Relationship breakdown

Legal issues in divorce, dissolution of a civil partnership and for cohabiting partners wishing to separate

Cohabitation, Pre-nuptial Agreements and Post-nuptial Agreements

Unfortunately, a high proportion of relationships break down. Consequently it is often advisable to consider an agreement prior to formalising the relationship, which deals with the situation in the event of a breakdown. These agreements are becoming more common and recent case law has shown that, in the event of a dispute, courts acknowledge them and, where appropriate, seek to uphold them as far as possible. Carter Bells has extensive experience in this area and can provide comprehensive and detailed advice.

Divorce/Dissolution

In order to obtain a divorce/dissolution, you have to establish that the marriage or civil partnership has broken down irretrievably. This is proved by relying upon one of the following grounds:-

  • Unreasonable behaviour
    The definition of unreasonable behaviour is very wide. For example, it could include your spouse/partner preventing you from seeing your friends or family, failing to support you financially or emotionally, not spending enough time at home or abuse, whether physical or mental
  • Adultery
    If you suspect your spouse/civil partner is having an affair, you will need to have evidence or an admission in order to cite this cause
  • Desertion
    If your spouse/partner has left you for a continuous period of two years you can claim irretrievable breakdown on the basis of desertion.
  • Separation
    A divorce/dissolution can be granted after two years’ separation if both parties agree. If one party does not agree, in most cases the other can obtain a divorce after five years’ separation.

You need to have been married/in a registered civil partnership for at least a year before you may make an application for divorce/dissolution.

The importance of a solicitor when seeking a divorce/dissolution?

Whilst it is possible to commence proceedings yourself, there are a number of ‘traps’ for the unwary, for example, not including a proper application for financial relief.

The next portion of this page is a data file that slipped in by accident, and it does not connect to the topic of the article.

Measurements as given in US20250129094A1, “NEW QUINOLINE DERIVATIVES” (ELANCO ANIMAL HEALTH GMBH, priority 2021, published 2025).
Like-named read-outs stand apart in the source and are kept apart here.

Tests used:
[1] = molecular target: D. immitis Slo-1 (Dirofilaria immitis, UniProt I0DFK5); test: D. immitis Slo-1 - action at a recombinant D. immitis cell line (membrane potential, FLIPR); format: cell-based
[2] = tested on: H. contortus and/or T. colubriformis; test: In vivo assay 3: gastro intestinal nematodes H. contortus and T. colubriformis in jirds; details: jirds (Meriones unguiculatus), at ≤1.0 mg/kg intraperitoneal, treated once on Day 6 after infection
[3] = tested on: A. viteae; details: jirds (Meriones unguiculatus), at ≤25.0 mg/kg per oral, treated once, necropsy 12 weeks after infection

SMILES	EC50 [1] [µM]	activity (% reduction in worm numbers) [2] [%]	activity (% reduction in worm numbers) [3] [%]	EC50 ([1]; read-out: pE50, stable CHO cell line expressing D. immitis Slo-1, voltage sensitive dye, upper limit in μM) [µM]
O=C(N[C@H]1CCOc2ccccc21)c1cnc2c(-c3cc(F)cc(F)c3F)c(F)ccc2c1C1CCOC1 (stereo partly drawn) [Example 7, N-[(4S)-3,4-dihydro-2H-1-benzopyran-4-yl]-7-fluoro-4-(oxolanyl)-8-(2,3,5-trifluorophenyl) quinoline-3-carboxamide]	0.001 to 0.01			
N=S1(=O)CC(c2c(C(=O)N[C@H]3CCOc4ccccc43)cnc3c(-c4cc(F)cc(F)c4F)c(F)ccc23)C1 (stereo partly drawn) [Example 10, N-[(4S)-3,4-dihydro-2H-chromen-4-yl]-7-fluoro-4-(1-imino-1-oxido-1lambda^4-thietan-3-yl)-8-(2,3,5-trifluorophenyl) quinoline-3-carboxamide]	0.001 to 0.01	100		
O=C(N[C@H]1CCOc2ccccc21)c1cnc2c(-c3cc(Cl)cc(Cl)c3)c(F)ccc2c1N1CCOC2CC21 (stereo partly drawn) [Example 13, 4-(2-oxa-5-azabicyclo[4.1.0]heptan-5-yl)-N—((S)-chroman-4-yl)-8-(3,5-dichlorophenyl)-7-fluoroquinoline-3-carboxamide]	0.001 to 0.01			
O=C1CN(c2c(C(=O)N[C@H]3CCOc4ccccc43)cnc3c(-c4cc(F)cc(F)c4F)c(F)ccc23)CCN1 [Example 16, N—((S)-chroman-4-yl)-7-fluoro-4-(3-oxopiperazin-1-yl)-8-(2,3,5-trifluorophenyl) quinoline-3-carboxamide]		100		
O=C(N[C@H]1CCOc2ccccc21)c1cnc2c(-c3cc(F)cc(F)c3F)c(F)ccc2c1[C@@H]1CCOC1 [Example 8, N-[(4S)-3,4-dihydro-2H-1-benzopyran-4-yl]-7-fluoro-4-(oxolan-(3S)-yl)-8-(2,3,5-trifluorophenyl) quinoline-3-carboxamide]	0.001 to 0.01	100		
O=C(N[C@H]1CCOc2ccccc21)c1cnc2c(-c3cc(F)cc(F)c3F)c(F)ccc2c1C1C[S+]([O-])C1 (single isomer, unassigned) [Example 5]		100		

However, a solicitor is generally needed to advise on the financial issues arising from divorce/dissolution. It is likely that you will need a solicitor as well if there are issues concerning the children. If there is no legal agreement in relation to the finances, then even if both parties have reached an oral or written agreement their claims against each other remain open and a financial claim might be made many years after the divorce/dissolution.

Using a solicitor will help focus on the pivotal issues involved and resolving matters as amicably as possible. Your solicitor will work towards an equitable and workable solution whatever your circumstances. Your Solicitor will also provide you with support and guidance during what is inevitably one of the most difficult times in your life.

How much will I have to pay?

The total costs will depend very much on the complexity of your case, but when you come for an initial consultation you will be given an outline of expected costs, based on your description of the situation. Your solicitor will take all the relevant factors into account to ensure the fairest outcome for you in the most cost-effective manner.

Separating after Cohabitation

If you and your partner are not married the breakdown of the relationship can be difficult and complex. It is essential that legal advice be obtained so that a cohabiting partner is fully aware of his/her rights and obligations. This is particularly important where property and/or children are involved. Carter Bells has extensive experience in this area and offers comprehensive and detailed advice.

Why choose Carter Bells LLP?

Carter Bells has dedicated and highly experienced lawyers working on relationship matters. They have handled many cases, including those involving high-value settlements and/or complex situations. Our solicitors are members of Resolution, an association of lawyers that encourages the constructive resolution of disputes. Carter Bells also offer Collaborative Law as an alternative for resolving relationship breakdowns.

Clients are assured of a sympathetic and professional attitude towards their cases. We have many testimonials from satisfied clients who have appreciated the manner in which this difficult and often stressful process has been managed for them.

We recognise that each case is entirely unique. Our specialists will tailor their service to the individual nature of your circumstances, working to ensure the best outcome for you.

Carter Bells’ specialist relationship lawyers:
Frank Horder
Elaine Guy


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